Five adults and two children at wooden tables beneath the large trees of Pressler’s Beer Garden, Austin, Texas, between 1890 and 1910, by Samuel B. Hill, via Austin Public Library and The Portal to Texas History (University of North Texas Libraries).
Pressler’s (originally a brewery) was located at 1327 West 6th Street for more than 30 years, closing in 1910. Its grounds featured a concert hall and dance pavilion, “ornamental shrubbery, arbors, and a fountain. . . . a boating ramp, a shooting club, and an alligator pond.” Pressler’s also hosted the German-American Austin Garten Association one Sunday every month.
The city had at least five biergartens at the time of the photo above. “Austin’s beer gardens of the 19th century were tightly woven into the fabric of local social life,” according to an interesting article in The Austin Chronicle, “Gardens of Eden.” “They were convivial places, patronized by both men and women, their families, and children.” They were particularly loved for their musical performances.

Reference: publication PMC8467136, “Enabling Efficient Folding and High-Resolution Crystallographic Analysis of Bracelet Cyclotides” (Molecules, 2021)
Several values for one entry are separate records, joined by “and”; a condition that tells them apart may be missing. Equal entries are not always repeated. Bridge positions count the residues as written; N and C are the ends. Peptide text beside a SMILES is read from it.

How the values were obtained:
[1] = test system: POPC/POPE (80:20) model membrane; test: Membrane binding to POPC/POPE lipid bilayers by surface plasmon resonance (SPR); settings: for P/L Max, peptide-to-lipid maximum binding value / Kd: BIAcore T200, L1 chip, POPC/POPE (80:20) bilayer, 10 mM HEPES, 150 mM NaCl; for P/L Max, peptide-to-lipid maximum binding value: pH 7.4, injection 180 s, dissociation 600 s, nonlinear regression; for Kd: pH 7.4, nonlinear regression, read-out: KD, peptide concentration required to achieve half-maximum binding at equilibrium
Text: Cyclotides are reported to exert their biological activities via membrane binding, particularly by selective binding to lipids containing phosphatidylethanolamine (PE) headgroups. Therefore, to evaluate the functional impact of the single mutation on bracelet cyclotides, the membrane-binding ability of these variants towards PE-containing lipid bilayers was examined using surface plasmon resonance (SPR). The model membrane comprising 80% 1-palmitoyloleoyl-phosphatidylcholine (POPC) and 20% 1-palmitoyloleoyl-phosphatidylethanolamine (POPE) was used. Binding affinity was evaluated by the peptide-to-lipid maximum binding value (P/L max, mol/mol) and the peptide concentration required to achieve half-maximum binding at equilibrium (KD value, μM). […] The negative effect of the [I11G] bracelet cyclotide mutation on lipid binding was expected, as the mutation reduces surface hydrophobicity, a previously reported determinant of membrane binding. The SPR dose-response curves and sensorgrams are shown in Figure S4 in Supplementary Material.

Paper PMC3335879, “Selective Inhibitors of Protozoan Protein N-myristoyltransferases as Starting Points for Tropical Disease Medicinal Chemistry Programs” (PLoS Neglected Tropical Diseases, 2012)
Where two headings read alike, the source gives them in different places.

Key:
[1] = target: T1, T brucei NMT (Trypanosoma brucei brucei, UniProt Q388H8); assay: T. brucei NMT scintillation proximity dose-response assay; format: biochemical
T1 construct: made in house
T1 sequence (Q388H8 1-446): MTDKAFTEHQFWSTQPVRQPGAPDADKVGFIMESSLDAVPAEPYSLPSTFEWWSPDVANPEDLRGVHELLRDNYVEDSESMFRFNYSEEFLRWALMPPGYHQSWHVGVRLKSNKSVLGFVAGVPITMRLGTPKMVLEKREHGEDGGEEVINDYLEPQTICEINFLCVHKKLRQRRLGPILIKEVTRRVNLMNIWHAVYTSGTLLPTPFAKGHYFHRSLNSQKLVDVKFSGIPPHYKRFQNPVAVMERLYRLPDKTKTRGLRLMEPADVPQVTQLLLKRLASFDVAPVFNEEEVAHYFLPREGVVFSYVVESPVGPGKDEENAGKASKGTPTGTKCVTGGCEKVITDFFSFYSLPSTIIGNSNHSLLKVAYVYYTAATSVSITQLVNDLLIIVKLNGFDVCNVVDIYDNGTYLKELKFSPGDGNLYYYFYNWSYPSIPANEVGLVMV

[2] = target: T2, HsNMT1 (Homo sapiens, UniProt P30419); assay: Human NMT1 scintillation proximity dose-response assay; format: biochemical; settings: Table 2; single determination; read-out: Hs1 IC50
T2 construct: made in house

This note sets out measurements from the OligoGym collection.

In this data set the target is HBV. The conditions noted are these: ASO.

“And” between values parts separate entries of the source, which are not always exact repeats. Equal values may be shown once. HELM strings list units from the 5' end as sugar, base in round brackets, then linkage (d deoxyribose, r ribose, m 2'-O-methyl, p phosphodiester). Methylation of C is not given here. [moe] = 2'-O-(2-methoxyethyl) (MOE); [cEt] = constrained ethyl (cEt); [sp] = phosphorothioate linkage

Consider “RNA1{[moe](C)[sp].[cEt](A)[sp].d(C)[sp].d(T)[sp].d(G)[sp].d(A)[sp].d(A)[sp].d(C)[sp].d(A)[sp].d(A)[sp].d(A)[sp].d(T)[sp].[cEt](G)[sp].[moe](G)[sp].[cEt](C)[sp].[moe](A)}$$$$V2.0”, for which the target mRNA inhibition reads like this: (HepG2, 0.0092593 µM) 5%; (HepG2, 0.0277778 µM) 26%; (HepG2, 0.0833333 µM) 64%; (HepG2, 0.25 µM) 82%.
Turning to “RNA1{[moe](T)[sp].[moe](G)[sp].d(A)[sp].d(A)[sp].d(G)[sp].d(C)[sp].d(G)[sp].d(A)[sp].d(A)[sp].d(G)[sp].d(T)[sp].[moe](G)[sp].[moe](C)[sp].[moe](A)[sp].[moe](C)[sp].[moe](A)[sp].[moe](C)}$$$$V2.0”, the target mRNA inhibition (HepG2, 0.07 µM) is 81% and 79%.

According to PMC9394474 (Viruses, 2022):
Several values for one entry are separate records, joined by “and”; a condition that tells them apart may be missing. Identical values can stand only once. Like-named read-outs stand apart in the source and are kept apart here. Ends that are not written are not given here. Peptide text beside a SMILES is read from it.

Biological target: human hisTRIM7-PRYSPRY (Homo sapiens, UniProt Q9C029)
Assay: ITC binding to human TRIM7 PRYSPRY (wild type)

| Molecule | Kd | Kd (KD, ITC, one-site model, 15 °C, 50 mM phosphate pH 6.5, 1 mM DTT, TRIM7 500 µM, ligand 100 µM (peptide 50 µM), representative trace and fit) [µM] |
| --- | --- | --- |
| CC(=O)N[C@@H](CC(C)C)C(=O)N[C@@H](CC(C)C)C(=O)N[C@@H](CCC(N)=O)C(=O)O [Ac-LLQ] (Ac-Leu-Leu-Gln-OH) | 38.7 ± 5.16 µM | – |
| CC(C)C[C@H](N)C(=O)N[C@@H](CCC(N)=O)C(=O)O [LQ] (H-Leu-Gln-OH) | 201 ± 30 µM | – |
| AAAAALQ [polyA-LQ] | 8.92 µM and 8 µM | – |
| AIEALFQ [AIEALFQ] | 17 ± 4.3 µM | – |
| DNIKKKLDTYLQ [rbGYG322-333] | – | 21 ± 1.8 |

Today, only Scholz Garten remains — the oldest operating business in Texas.
PX beer garden at Fort Jackson, South Carolina, June 14, 1944, by Victor Alfred Lundy, via the Library of Congress Prints and Photographs Division.
A beer garden is simply a shady outdoor area with tables and chairs where beer and sometimes food is served. The idea originated in the Bavaria region of Germany in the 19th century and soon came to America. There’s a brief history of beer gardens in the U.S. here.
Some American beer gardens were such pleasant, seemingly wholesome places that they rattled the resolve of the temperance movement. A woman on a committee investigating Chicago drinking spots wrote of one: “Isn’t it beautiful? Can it be, is it possible, that after all our ideas are wrong and these people are right?”
Beer gardens, like the one pictured above, were features of at least some homeland military camps and forts in the mid 1940s. Camp Mackall in North Carolina had six. I found a reference to one at Fort McClellan near Anniston, Alabama.
During his U.S. Army service, Victor Lundy filled eight sketchbooks with scenes of his training at Fort Jackson, his life on a transport ship crossing the Atlantic, and his frontline duty in France.
After the war, he became an architect, admired today for “his sculptural sense of form” and “innovative use of engineering technology,” according to the Smithsonian Institution.